Rest, not records, bigger deal for Brodeur now
As goalie passes Roy, others, it's time for Devils to keep him on bench more
Instead of working to play 70-plus games again this season, columnist Mike Celizic would like to see goalie Martin Brodeur sit more games out on the bench so he can be fresh for the playoffs and extend his career.
The Devils have a backup goalie. His name is Kevin Weekes. This year, coach Brent Sutter should use him.
This isn’t a suggestion. It’s a mandate. If the Devils want all-world goalie Martin Brodeur to take them deep into the Stanley Cup playoffs, they can no longer write his name in the line-up every day for weeks and even months at a time.
I realize this is a challenge for Sutter. He’s got a goalie who is on his way to a host of all-time NHL records this season, a goalie who hasn’t won fewer than 38 games in a season since 1996-97, a goalie who has taken just nine games off in the past two seasons combined, a goalie with a career 2.20 goals-against average, a goalie who makes an ordinary team and perennial contender.
For most of his stellar career, working 70-plus games a year has not been a problem for Brodeur. One of his goals going into every season is to play at least that many games, and he’s told New York reporters he figures on doing it again this year. That enormous workload is one of the reasons he is on the verge of breaking the career records for wins and games played goalie in this, his 16th season — two fewer seasons than it took Patrick Roy to establish the records.
But in the past two years, Brodeur, 36, has not been the same goalie late in the season and in the playoffs that he was in mid-season. Last spring against the Rangers in the first round, he looked more like an aging and tired journeyman than a Hall-of-Fame goalie whose lifetime goals-against-average in 169 playoff games is a microscopic 1.96 — .34 lower than Roy’s.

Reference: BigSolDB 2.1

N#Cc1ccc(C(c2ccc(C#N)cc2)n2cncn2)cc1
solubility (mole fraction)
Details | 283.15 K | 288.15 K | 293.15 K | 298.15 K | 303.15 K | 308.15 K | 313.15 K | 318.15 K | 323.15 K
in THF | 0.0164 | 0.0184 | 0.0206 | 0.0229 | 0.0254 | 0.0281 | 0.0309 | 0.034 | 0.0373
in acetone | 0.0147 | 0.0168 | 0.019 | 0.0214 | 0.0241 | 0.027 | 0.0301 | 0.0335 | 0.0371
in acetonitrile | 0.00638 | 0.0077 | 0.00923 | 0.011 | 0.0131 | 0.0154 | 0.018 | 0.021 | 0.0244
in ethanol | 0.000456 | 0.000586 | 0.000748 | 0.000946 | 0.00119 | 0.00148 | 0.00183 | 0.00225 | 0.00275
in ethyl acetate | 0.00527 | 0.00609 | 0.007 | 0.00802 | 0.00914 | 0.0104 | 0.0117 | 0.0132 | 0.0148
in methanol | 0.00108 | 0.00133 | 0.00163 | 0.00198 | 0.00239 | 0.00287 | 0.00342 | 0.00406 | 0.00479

That Brodeur wore down wasn’t a surprise to anyone who watched the way the Devils rode him into the ice down the stretch. By the end of the season, he had played in 77 of the team’s 82 games. Weekes, Brodeur’s backup, appeared in just nine games all year, and down the stretch he was virtually invisible.
Sutter didn’t feel he had any choice but to start Brodeur every night. The Devils were locked in a desperate battle for the playoffs, just as they had been in 2006-07 when Brodeur started 78 of 82 games, and the Devils felt that their best chance of winning was to have him in goal.
Given how difficult it is for the Devils to score goals, the only way they were going to win was with defense and the best goalie in the game.
The strategy got the Devils into the playoffs. Last year, it also insured that they wouldn’t get out of the first round because Brodeur had nothing left in the tank.
The easy-going goalie is not a fitness freak, not a guy who lives in the weight room, not a guy who spends his off-seasons working out like crazy so that the long and grueling season won’t wear him down. His attitude has carried him to 538 career victories, just 13 fewer than Roy and a 2.20 career goals-against average; Roy’s is 2.54. It has also helped him rack up 96 career shutouts, seven fewer than the record 103 Terry Sawchuck amassed in 21 seasons.
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